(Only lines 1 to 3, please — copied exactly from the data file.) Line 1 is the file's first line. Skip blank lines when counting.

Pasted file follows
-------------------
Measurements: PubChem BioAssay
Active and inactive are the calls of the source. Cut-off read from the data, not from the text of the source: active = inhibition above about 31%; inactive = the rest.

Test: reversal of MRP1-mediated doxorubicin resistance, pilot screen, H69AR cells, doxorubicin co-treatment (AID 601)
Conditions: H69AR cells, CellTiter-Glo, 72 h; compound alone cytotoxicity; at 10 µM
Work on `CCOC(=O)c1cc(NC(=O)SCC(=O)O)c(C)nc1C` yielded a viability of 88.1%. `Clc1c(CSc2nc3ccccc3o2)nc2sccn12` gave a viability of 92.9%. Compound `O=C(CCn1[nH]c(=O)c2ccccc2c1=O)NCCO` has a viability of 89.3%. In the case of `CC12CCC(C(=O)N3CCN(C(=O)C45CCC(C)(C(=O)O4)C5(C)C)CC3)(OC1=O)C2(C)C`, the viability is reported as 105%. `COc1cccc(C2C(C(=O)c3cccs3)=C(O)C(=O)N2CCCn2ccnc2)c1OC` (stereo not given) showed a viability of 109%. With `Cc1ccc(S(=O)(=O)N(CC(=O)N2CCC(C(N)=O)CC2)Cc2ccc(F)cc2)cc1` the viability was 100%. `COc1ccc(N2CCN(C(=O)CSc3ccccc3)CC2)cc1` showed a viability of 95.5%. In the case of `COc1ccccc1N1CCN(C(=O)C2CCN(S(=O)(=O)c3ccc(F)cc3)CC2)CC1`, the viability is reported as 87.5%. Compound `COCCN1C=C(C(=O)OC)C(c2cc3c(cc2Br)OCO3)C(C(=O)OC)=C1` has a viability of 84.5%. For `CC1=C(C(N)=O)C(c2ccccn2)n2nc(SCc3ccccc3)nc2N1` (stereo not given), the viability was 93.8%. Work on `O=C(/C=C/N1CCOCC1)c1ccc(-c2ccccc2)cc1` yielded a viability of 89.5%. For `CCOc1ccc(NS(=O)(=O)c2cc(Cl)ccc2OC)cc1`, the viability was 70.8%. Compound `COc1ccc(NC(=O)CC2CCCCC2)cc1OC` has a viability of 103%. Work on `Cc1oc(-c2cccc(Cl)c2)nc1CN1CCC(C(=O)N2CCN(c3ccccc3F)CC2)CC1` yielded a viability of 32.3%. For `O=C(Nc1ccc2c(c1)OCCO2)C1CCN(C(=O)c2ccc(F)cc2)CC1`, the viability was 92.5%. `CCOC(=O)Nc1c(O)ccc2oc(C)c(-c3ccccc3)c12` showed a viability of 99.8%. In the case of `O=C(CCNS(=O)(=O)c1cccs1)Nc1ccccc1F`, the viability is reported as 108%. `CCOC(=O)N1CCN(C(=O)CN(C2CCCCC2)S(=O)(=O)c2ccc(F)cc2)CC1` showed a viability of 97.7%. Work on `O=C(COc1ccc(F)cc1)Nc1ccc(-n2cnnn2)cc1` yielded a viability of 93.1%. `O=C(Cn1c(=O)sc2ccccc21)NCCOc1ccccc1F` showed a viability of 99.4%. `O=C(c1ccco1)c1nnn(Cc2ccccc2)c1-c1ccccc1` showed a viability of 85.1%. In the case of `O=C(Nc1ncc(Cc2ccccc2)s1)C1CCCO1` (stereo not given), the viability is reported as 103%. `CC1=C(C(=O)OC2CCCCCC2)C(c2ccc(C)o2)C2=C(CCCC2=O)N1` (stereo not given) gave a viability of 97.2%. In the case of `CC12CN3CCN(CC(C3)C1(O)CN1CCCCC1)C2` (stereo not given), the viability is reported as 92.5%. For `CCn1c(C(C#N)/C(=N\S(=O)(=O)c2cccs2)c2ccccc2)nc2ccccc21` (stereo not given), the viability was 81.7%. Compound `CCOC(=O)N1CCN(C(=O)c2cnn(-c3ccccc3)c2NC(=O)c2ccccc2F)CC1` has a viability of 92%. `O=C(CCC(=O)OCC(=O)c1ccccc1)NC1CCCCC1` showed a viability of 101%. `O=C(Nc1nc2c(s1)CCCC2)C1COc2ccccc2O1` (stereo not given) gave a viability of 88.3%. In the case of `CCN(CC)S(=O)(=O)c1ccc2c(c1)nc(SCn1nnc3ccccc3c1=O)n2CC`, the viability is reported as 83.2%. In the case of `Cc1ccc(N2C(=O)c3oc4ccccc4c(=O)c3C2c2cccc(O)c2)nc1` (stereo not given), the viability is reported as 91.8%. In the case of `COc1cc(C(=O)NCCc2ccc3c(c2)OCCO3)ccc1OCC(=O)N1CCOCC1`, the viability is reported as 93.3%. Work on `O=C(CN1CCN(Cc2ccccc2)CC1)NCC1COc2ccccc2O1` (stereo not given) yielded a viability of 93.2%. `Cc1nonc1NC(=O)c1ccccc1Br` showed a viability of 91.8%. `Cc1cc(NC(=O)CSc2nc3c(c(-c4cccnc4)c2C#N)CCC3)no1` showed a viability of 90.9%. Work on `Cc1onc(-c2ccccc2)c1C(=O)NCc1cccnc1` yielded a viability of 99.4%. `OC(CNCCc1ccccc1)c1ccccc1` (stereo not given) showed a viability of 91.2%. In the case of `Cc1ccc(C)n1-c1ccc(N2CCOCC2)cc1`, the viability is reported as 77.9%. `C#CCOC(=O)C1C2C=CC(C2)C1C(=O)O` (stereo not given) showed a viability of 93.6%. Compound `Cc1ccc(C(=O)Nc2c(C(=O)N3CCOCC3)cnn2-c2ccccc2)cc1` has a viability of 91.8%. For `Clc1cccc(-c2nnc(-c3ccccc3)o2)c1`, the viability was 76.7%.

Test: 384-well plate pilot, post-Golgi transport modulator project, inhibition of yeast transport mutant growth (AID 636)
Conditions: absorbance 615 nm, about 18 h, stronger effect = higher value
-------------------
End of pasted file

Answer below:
Measurements: PubChem BioAssay
Active and inactive are the calls of the source. Cut-off read from the data, not from the text of the source: active = inhibition above about 31%; inactive = the rest.

Test: reversal of MRP1-mediated doxorubicin resistance, pilot screen, H69AR cells, doxorubicin co-treatment (AID 601)